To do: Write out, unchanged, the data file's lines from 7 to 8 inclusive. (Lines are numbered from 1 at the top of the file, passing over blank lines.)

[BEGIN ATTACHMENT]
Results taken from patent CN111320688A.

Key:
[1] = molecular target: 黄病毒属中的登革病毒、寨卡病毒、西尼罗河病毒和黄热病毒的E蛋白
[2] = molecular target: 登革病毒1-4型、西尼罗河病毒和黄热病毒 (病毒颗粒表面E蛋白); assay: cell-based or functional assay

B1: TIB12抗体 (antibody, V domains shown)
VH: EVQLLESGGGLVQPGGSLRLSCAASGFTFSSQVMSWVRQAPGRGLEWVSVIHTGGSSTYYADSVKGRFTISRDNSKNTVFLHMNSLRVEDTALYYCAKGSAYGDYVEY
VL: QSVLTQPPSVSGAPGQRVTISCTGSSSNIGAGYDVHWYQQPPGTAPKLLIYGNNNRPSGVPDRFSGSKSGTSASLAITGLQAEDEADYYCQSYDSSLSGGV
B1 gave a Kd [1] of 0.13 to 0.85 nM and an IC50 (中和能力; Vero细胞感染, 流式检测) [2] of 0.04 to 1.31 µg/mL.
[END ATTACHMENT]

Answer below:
VL: QSVLTQPPSVSGAPGQRVTISCTGSSSNIGAGYDVHWYQQPPGTAPKLLIYGNNNRPSGVPDRFSGSKSGTSASLAITGLQAEDEADYYCQSYDSSLSGGV
B1 gave a Kd [1] of 0.13 to 0.85 nM and an IC50 (中和能力; Vero细胞感染, 流式检测) [2] of 0.04 to 1.31 µg/mL.